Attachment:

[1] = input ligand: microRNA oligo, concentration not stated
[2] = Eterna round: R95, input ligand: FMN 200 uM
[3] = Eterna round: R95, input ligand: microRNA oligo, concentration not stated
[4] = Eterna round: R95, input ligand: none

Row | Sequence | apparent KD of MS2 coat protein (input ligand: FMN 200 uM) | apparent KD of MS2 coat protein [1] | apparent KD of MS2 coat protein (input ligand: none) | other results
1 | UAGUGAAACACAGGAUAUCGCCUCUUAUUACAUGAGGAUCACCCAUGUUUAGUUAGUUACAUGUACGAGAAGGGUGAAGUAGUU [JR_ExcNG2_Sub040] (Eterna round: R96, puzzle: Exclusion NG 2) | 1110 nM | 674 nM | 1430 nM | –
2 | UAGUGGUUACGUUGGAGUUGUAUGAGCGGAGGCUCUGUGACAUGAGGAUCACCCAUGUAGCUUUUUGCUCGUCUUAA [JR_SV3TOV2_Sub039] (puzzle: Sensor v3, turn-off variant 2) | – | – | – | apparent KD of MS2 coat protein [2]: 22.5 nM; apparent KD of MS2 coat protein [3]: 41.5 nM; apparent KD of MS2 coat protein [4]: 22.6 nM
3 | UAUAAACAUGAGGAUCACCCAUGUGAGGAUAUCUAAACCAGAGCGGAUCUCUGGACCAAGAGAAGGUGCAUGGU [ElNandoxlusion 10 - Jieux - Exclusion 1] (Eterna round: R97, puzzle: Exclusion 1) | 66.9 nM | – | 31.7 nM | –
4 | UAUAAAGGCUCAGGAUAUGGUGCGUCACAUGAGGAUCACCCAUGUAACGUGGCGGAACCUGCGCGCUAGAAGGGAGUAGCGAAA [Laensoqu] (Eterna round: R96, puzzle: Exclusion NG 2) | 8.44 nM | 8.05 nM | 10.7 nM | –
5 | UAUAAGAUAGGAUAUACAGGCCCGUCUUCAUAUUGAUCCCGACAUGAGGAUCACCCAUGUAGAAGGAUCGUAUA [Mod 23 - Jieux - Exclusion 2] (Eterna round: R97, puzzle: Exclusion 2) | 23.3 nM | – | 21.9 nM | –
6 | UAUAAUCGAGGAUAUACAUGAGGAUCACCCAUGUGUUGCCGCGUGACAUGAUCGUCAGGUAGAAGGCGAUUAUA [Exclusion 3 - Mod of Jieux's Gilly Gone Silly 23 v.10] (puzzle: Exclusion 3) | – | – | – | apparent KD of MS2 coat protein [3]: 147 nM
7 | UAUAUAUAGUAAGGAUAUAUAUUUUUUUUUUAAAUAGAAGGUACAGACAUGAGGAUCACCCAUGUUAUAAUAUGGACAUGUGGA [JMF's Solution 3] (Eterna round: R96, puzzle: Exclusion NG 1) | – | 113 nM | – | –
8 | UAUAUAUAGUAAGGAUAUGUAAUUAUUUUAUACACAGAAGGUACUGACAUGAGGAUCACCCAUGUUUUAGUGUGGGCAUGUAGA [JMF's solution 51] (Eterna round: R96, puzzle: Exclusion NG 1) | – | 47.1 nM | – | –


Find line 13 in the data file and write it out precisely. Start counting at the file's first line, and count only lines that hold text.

8 | UAUAUAUAGUAAGGAUAUGUAAUUAUUUUAUACACAGAAGGUACUGACAUGAGGAUCACCCAUGUUUUAGUGUGGGCAUGUAGA [JMF's solution 51] (Eterna round: R96, puzzle: Exclusion NG 1) | – | 47.1 nM | – | –